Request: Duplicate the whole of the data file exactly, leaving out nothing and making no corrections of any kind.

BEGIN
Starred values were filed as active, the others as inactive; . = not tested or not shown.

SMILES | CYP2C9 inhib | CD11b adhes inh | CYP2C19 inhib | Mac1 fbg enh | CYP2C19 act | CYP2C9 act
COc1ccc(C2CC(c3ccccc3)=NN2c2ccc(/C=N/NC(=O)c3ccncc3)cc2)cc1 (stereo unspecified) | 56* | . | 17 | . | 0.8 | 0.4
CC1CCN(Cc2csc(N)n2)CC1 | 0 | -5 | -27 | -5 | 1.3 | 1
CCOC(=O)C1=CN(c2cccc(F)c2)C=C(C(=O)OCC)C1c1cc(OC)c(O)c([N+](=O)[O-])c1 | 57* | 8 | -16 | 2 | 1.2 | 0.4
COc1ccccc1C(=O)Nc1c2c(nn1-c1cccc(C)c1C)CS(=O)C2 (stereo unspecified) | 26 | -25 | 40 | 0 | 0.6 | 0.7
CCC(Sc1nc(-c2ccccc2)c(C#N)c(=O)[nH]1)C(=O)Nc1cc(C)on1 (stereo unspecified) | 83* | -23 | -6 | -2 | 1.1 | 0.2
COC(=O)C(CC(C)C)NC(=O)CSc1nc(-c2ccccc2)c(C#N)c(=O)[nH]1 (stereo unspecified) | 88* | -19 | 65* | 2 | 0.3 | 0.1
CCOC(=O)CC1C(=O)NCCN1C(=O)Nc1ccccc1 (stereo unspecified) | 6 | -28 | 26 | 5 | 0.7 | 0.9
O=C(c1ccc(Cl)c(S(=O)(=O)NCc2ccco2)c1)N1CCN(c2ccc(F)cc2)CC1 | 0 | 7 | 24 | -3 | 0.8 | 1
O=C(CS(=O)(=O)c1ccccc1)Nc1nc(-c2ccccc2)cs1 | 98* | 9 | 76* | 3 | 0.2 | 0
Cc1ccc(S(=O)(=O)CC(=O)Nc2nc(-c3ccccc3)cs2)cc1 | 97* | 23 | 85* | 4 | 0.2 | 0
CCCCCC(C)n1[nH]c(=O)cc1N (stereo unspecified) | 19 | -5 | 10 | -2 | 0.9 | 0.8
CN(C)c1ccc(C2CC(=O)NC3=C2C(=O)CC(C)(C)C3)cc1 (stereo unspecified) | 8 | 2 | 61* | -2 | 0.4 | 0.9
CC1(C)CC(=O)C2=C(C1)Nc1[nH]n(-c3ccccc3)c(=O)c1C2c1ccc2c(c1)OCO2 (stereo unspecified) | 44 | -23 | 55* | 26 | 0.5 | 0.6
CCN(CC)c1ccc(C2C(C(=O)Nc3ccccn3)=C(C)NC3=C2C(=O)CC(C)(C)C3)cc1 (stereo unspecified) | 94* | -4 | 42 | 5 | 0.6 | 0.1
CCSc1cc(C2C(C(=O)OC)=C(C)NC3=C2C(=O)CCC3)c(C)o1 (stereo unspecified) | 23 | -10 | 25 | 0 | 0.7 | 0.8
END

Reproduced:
Starred values were filed as active, the others as inactive; . = not tested or not shown.

SMILES | CYP2C9 inhib | CD11b adhes inh | CYP2C19 inhib | Mac1 fbg enh | CYP2C19 act | CYP2C9 act
COc1ccc(C2CC(c3ccccc3)=NN2c2ccc(/C=N/NC(=O)c3ccncc3)cc2)cc1 (stereo unspecified) | 56* | . | 17 | . | 0.8 | 0.4
CC1CCN(Cc2csc(N)n2)CC1 | 0 | -5 | -27 | -5 | 1.3 | 1
CCOC(=O)C1=CN(c2cccc(F)c2)C=C(C(=O)OCC)C1c1cc(OC)c(O)c([N+](=O)[O-])c1 | 57* | 8 | -16 | 2 | 1.2 | 0.4
COc1ccccc1C(=O)Nc1c2c(nn1-c1cccc(C)c1C)CS(=O)C2 (stereo unspecified) | 26 | -25 | 40 | 0 | 0.6 | 0.7
CCC(Sc1nc(-c2ccccc2)c(C#N)c(=O)[nH]1)C(=O)Nc1cc(C)on1 (stereo unspecified) | 83* | -23 | -6 | -2 | 1.1 | 0.2
COC(=O)C(CC(C)C)NC(=O)CSc1nc(-c2ccccc2)c(C#N)c(=O)[nH]1 (stereo unspecified) | 88* | -19 | 65* | 2 | 0.3 | 0.1
CCOC(=O)CC1C(=O)NCCN1C(=O)Nc1ccccc1 (stereo unspecified) | 6 | -28 | 26 | 5 | 0.7 | 0.9
O=C(c1ccc(Cl)c(S(=O)(=O)NCc2ccco2)c1)N1CCN(c2ccc(F)cc2)CC1 | 0 | 7 | 24 | -3 | 0.8 | 1
O=C(CS(=O)(=O)c1ccccc1)Nc1nc(-c2ccccc2)cs1 | 98* | 9 | 76* | 3 | 0.2 | 0
Cc1ccc(S(=O)(=O)CC(=O)Nc2nc(-c3ccccc3)cs2)cc1 | 97* | 23 | 85* | 4 | 0.2 | 0
CCCCCC(C)n1[nH]c(=O)cc1N (stereo unspecified) | 19 | -5 | 10 | -2 | 0.9 | 0.8
CN(C)c1ccc(C2CC(=O)NC3=C2C(=O)CC(C)(C)C3)cc1 (stereo unspecified) | 8 | 2 | 61* | -2 | 0.4 | 0.9
CC1(C)CC(=O)C2=C(C1)Nc1[nH]n(-c3ccccc3)c(=O)c1C2c1ccc2c(c1)OCO2 (stereo unspecified) | 44 | -23 | 55* | 26 | 0.5 | 0.6
CCN(CC)c1ccc(C2C(C(=O)Nc3ccccn3)=C(C)NC3=C2C(=O)CC(C)(C)C3)cc1 (stereo unspecified) | 94* | -4 | 42 | 5 | 0.6 | 0.1
CCSc1cc(C2C(C(=O)OC)=C(C)NC3=C2C(=O)CCC3)c(C)o1 (stereo unspecified) | 23 | -10 | 25 | 0 | 0.7 | 0.8